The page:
First Drive - Ford Tourneo Custom Limited 2.2 TDCi LWB - Tour de force
Ford’s Transit van is famously billed as “the Backbone of Britain”. In the 47 years since the first, utilitarian Transits were sold, it’s evolved into the unquestioned market leader for everyone needing to shift stuff around – from delivery drivers to builders to touring rock bands.
But the Ford Transit has evolved massively in that near-half-century. Along the way, Ford has quietly developed a passenger-carrying variant, called Tourneo. And with the new-generation Transit range being prepared for sale toward the end of the year, Ford Tourneo is about to raise its own game, and present a serious challenge to the leading up-market van-based MPVs, such as the Mercedes-Benz Viano and the Volkswagen Caravelle.
The latest generation of Transits form two distinct models. Smaller, front-drive vans are now called Ford Transit Custom – a revival of the original 1965 nameplate – while those above 2 tonnes and rear-wheel drive are simply called Ford Transit. Tourneo is part of the front-drive range – hence its official name, Ford Tourneo Custom.
Exterior and interior styling
The new-look ‘Custom’ models are a radical shift from the current, boxy Transit range. They’re much more curvaceous, with a longer, more rounded nose with bold headlights and grille. The look is less aggressive and less functional than the old model. With car-like detailing along the side panels, highlighting the rear wheel arches.
If the outside looks different, wait until you see the cab. The old Ford Transit/Tourneo was designed like a workplace, with flat surfaces and plenty of shelves and storage pockets. The new model is, simply, designed like a car. The storage compartments are still there, but they’re concealed within a car-like dashboard. It’s like sitting at the wheel of a taller Ford Focus – indeed, even the instrument cluster and centre console look like they’ve been lifted straight from Ford’s best-selling hatchback and scaled up slightly to fit in a van.
The only downside is the sat-nav display, which is a little small, and housed in a dark recess at the top of the dashboard. A bigger screen wouldn’t go amiss.
The dashboard is rounded and finished in high-grade, soft-touch plastics. Just like a car, in fact, which will go down well with chauffeurs and private hire operators who love the Ford Galaxy, but are crying out for something bigger – a genuine seven-seater with ample luggage space.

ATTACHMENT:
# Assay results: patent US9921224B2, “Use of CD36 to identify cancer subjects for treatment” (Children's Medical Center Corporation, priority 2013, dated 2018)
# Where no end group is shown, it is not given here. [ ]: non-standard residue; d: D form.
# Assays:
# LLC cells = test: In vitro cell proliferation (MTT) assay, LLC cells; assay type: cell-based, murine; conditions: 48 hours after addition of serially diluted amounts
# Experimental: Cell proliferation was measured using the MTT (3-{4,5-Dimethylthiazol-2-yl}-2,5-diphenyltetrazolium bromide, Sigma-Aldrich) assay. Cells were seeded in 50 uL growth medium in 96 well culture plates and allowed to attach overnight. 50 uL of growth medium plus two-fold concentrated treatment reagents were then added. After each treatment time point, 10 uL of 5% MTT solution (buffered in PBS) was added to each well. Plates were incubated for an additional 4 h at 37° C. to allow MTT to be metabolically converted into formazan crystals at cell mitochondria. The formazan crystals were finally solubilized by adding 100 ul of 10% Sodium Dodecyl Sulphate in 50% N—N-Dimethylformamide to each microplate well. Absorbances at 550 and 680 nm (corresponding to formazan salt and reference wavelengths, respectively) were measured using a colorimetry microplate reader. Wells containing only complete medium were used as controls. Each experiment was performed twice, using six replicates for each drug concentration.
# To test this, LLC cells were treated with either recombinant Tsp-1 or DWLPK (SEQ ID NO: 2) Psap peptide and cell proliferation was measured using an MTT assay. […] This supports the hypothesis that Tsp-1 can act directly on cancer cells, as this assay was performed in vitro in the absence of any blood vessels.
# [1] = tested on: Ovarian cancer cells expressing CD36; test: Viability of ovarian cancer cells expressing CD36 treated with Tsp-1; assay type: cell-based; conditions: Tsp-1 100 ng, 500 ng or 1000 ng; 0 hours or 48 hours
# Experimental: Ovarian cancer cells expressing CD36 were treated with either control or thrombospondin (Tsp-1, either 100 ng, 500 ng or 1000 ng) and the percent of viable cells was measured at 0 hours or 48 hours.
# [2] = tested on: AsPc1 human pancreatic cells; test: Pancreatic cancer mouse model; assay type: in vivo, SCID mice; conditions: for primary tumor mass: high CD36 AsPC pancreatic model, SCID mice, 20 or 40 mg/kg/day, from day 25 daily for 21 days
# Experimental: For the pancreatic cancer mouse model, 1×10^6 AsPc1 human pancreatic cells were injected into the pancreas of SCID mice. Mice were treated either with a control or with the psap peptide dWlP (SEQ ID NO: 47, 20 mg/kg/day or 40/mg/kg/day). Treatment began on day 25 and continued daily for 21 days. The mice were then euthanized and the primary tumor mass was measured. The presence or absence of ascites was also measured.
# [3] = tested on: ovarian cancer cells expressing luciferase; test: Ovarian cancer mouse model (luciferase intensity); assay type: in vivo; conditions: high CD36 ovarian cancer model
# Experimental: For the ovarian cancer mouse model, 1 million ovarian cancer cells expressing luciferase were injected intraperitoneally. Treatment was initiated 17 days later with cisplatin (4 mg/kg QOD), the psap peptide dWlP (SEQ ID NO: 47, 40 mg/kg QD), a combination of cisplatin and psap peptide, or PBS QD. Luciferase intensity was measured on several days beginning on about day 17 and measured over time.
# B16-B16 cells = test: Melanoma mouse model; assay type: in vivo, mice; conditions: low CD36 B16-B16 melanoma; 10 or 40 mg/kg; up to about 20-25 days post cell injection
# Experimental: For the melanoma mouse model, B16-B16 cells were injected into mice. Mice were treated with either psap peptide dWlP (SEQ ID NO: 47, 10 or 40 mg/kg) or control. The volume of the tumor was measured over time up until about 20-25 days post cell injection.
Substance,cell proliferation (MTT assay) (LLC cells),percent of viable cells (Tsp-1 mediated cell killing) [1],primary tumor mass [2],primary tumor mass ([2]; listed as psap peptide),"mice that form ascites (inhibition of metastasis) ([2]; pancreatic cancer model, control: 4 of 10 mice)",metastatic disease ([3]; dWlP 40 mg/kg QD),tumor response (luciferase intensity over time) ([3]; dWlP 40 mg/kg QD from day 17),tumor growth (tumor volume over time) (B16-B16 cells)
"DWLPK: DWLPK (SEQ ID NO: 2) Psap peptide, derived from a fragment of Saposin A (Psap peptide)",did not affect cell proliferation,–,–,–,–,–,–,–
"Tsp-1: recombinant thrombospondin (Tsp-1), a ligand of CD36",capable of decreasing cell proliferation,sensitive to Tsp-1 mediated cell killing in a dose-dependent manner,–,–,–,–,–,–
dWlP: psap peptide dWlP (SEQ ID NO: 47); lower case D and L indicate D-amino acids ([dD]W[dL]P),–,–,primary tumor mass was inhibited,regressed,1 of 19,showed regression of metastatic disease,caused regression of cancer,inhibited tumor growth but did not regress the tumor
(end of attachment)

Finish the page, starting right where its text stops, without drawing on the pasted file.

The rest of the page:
The Ford Tourneo Custom has been designed to be a flexible people-carrier. Access to the rear compartment is via twin sliding side doors as standard, with running boards below the doors which provide improved low level step access. A hinged tailgate is fitted as standard at the rear.
The two rear seat rows in the Tourneo Custom use a new and innovative design that enables the seats to be folded into multiple configurations and removed, either in segments or completely.
Each of the three-seat rows is configured as single and dual seat sections that can each fold separately, and are light enough to be removed easily. The folding mechanism allows the seat backs to fold flat, creating a work area or picnic tray, and then tumble forward completely, so they can be stored vertically, thus releasing extra floor space for luggage.
In total, the two rear seat rows can be adjusted into over 30 different permutations, enabling the rear compartment to be configured for each journey to suit any combination of passengers and luggage. All seating positions provide integral 3-point lap and shoulder style seat belts.
In the rear compartment, carpeted floors and stylish flush-fitted trim panels are similar to those typically found in a modern car-derived MPV. Other passenger car features, like side window blinds integrated into the door trim, are available as an option. Top-of-the-range models have optional full leather upholstery in dark grey or medium stone colours.